As the title would suggest; an origin story of the mutant Wolverine, the main protagonist of the X-men movies.
The weakest by far of all the series up to this point. Hugh Jackman aside, the rest of the cast are quite poor and there's no real build up of story like there should be for an origin film. Gambit is introduced to the franchise for no particular reason and Wade Wilson's Deadpool character is baffling changed into a hybrid of mutants with every imaginable power. Unlikely to please the fans.
I'm not gonna beat up on this film like die hard fans of the X-Men franchise, it does have a lot of entertaining moments and some well crafted set pieces. All the other movies are better though.
This is proof that Wolverine needs the X-Men more than the X-Men need Wolverine.
X-Men: First Class went by without the iconic character (albeit a brief cameo) and was thoroughly enjoyable with plenty of action scenes whilst remaining faithful to the original comic source.
This is more a spin-off, following on from the events in X-Men: The Last Stand, with Logan (aka Wolverine) sobbing into his sadness beard as he grieves about losing the woman he loved. He then travels to Japan to see an old man, who as a young soldier he saved from an atomic blast in Nagasaki during WWII. The old man went on to become a successful Japanese entrepreneur who offers Logan a chance to become mortal again. Logan refuses and the old man dies later that night.
The Yakuza ambush the old man's granddaughter, who Logan protects and goes into hiding with, though his mutant powers are diminishing and it's not clear why. It turns out it's the work of another mutant, a viper woman who's work was keeping the old man alive beyond his years, leading to a showdown with a robotic samurai which is all a bit of an anticlimax and incredibly predictable.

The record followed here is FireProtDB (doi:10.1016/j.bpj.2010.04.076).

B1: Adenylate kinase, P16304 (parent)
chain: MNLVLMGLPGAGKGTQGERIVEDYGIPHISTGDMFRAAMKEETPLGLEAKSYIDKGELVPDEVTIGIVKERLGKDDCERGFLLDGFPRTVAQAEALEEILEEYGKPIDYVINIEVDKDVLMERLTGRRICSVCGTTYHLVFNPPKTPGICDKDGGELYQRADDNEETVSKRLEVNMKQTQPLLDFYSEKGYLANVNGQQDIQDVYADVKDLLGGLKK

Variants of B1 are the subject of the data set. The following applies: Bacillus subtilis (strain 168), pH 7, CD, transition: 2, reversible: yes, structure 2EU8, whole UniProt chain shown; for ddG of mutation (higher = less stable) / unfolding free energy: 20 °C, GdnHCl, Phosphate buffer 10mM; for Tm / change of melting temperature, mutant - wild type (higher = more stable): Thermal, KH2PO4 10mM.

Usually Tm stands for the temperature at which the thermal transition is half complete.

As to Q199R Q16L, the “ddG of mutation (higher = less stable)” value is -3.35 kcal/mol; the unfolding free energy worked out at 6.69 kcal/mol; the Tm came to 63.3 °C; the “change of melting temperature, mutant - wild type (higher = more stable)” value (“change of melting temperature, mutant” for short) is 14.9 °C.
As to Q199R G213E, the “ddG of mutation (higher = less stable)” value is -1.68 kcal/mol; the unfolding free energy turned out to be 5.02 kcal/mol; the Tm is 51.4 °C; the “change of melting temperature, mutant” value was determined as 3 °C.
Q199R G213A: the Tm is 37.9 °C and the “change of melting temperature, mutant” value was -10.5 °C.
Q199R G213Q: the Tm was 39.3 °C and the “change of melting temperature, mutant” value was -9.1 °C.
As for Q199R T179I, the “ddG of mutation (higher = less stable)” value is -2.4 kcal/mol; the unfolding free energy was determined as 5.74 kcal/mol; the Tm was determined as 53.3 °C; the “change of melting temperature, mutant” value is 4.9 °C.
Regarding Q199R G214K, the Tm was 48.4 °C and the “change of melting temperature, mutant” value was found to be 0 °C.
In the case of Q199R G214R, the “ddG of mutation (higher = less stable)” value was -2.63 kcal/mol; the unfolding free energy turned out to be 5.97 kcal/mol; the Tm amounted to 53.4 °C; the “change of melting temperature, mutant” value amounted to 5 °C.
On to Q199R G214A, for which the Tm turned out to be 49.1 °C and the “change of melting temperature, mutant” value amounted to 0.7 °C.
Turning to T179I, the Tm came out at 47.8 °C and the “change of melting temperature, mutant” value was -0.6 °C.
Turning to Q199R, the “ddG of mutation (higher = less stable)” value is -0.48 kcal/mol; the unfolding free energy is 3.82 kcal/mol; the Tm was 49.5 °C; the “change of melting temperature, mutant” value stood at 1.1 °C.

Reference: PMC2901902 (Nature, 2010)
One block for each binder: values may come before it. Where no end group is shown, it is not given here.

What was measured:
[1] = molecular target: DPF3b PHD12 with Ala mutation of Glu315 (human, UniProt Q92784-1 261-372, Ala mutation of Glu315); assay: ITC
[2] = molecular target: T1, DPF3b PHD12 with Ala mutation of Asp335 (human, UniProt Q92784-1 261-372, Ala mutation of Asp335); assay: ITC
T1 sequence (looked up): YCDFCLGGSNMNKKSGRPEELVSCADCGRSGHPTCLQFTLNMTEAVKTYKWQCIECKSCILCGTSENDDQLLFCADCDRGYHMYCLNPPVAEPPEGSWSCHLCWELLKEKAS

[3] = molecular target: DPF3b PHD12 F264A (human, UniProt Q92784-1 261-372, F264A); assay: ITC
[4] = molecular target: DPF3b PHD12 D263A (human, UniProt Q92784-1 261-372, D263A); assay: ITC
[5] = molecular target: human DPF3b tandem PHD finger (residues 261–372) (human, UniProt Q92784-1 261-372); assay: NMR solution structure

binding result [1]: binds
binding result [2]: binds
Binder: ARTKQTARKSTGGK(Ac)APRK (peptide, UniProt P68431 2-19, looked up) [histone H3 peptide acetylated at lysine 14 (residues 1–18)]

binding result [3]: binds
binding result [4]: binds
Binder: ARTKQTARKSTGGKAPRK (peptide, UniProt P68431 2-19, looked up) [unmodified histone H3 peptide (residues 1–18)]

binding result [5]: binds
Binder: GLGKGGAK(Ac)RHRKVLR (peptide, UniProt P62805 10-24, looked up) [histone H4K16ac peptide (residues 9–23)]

Hugh Jackman does his best with what he's given, he really is the only actor who can do justice to the character but the script and poorly staged action scenes let him down. It has to be said that for a film of this magnitude, the visual effects are absolutely horrendous.
Overall, this is a bit of a 'fuck you' to fans of the X-Men films, although a post credit sequence featuring Magneto & Professor X gave some hope that the character had chance of redemption in the next X-Men outing, just as he did in the next Wolverine movie (Logan).
D: Tim Miller
20th Century Fox/TSG/Marvel (Lauren Shuler-Donner, Ryan Reynolds & Simon Kinberg)
USA 🇺🇸 2016
W: Rhett Reese & Paul Wernick [based on the character created by Fabian Nicieza & Rob Liefeld]
DP: Ken Seng
Ed: Julian Clarke
Mus: Tom Holkenberg
Ryan Reynolds (Wade Wilson / Deadpool), Morena Baccarin (Vanessa), Ed Skrein (Ajax), Gina Careno (Angel Dust), T.J. Miller (Weasel), Leslie Uggams (Blind Al), Brianna Hildebrand (Negasonic Teenage Warhead), Stefan Kapecic (voice of Colossus)
Deadpool is almost certainly a strict comic book movie for the fans, featuring a morally-dubious, foul-mouthed wisecracking character who might not be endeared to be Auntie Flo. Let's be honest, as a comic book entity, Deadpool is the arsehole of the superhero world.
Prior to release, much was made of the film having an R-rated certificate in the United States due to it being far less family-friendly than the other films in the Marvel universe, though it's probably important to have seen many of the other films (particularly X-Men) due to the in-jokiness of the one-liners.
Deadpool previously made a cameo appearance in the 2009 movie X-Men Origins: Wolverine, but liberties were taken with the character and fans were left very unhappy. He's much truer to his origins here as a mercenary for hire who seeks revenge on the scientist who subjected him to the rogue experiment which gave him the accelerated healing powers, but also left him grotesquely deformed.
A pet project for Ryan Reynolds, it has to be said that he's perfect for the role & this is the finest work of his career.